What does this difference mean? Most importantly, it means that Allnodes can, without the knowledge or consent of their clients, control the voting power of the client nodes they manage to achieve anything. On networks like Terra Classic, it only takes 33.34% of validators to stop all on-chain activity, or possibly approve any number of governance proposals. If Allnodes controlled at least that percentage of the network activity, the company could theoretically destroy the network, or send itself a sum of money via a funding proposal.

So, is it possible? Allnodes claims, via Self-reported data The company just announced this week that it controls between 30% and 31% of the vote in Terra Classic, just shy of the critical margin that would actually give it control of the network (as of Friday, Allnodes claims the number has dropped to 29). percent, however, the actual percentage can only be verified if each of the company’s customers comes forward, and Allnodes has said it will not disclose customers’ identities.

Prior to this week, Allnodes had made no attempt to report such data. This change in policy was most likely due to the Terra Classic community’s outrage last month over the company’s growing influence.

Jacob Jadikian, a member of the Terra Classic community and founder of Notional Labs, a Cosmos-based validation software and service company, is waging a relentless — some of his critics say “very aggressive” — campaign to convert Terra Classic validators. from allnodes. His goal is to weaken the company’s power over the network.

Jadikian was, until last month, a member of Terra Classic’s L1 Task Force, the fractious group of volunteers that came to oversee the regrowth of the network. After tensions boiled over from the Allnodes disputes, Jadikian resigned from the task force.

The developer says Gadikian’s vigorous and persistent attack against Allnodes stems from his concern that the company’s practices are a deliberate strategy rather than an oversight.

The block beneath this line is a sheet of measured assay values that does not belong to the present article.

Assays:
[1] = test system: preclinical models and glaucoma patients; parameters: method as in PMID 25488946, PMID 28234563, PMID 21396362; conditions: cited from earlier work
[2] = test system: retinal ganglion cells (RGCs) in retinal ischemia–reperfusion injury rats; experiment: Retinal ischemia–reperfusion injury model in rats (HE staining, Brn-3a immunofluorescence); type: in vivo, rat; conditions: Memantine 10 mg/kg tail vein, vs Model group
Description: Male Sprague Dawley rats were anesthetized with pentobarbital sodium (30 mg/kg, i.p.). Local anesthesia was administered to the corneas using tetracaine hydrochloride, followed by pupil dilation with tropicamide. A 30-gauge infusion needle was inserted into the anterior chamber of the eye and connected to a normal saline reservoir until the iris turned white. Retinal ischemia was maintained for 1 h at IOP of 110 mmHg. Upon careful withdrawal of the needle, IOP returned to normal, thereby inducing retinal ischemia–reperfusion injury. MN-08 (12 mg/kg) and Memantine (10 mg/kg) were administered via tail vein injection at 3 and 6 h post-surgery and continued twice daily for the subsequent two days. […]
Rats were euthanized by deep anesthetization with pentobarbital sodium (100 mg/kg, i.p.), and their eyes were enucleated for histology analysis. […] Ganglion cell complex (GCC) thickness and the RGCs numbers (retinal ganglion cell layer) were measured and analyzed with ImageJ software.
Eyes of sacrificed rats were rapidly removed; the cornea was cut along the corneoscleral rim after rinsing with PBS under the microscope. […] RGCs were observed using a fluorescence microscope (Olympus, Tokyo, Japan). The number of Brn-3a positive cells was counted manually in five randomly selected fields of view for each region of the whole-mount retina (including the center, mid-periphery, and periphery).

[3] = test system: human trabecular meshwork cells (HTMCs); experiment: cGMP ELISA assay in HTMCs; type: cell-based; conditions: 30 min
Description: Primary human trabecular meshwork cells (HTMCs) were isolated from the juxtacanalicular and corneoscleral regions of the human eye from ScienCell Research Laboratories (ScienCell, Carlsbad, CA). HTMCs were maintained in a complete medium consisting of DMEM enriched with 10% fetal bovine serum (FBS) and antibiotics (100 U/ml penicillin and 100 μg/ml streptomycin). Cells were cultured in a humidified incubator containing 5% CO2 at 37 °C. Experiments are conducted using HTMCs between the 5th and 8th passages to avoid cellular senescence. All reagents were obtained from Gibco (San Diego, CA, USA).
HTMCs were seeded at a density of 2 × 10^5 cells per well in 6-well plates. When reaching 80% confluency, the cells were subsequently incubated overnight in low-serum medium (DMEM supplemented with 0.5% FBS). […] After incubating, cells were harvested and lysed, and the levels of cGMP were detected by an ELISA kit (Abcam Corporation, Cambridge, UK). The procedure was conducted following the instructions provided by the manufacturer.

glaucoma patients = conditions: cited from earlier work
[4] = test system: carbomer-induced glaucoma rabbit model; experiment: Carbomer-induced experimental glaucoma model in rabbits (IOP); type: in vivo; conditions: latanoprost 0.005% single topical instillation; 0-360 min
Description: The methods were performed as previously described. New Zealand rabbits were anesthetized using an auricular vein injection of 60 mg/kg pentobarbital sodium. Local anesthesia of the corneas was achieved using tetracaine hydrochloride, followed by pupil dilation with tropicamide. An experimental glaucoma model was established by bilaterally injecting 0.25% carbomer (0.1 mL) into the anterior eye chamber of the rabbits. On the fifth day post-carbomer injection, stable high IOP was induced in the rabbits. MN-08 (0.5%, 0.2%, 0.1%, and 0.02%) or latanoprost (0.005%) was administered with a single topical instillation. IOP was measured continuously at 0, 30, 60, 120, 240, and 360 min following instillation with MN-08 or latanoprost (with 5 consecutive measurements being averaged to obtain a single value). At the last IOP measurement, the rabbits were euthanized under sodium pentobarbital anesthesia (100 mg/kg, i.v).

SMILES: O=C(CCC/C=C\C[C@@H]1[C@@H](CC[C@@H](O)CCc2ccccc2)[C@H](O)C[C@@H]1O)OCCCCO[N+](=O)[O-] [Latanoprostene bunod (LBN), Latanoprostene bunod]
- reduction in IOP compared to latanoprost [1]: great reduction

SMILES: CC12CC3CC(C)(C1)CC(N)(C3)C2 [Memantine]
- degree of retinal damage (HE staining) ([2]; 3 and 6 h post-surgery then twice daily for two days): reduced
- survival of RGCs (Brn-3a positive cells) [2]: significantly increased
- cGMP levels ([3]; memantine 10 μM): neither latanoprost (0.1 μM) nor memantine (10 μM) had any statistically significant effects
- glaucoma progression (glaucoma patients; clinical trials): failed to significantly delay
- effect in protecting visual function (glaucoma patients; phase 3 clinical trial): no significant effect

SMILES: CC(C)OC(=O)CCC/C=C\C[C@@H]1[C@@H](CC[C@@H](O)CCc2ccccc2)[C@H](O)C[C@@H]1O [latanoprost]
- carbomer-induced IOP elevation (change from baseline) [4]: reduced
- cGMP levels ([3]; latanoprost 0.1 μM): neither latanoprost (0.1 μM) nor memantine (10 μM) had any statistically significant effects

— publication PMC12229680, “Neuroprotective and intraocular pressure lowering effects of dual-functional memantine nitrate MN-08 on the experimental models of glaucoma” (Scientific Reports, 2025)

“I don’t think you can scale a company of that size and I reasonably think that’s an acceptable practice,” he said. Decode.

Allnodes, for its part, insists it will never vote on behalf of customers.

“If we vote, and it becomes public, our business is done. Therefore, it makes no sense for us to vote for our clients,” says Allnode founder and CEO Konstantin Boyko-Romanovsky. Decode.

But on this score, Allnodes is keeping its hands behind its back: other than fearing a public backlash, there is little in the way for the company to manipulate its control of customer nodes.

Boyko-Romanovsky insists that Allnodes have the keys to validating clients And The operator switches to making their white label services as easy as possible for customers who don’t want to deal with technical headaches. But a number of Allnode customers say they were never aware that they were giving up rights to sensitive information in the first place.

“I honestly didn’t know there were switches with validators,” said David Goebelt, a Terra Classic validator and former Allnodes customer. Decode. “When I started my validator with them, they asked for all of my biographical information and then started the validator.”

Eventually, Goblet learned that the company had made and kept his keys. After several weeks of repeated requests, Allnodes sent these keys to Goebelt.

Despite increasing scrutiny of its conservation practices, Allnodes continues to insist, in communications and marketing, that it is a non-custodial service.

“Storage means tokens, it means assets. It doesn’t mean keys,” says Robert Ellison, Head of Growth at Allnode Decode. Ellison believes that since the company does not have access to users’ bank accounts or other wallets, it cannot be considered a trustee.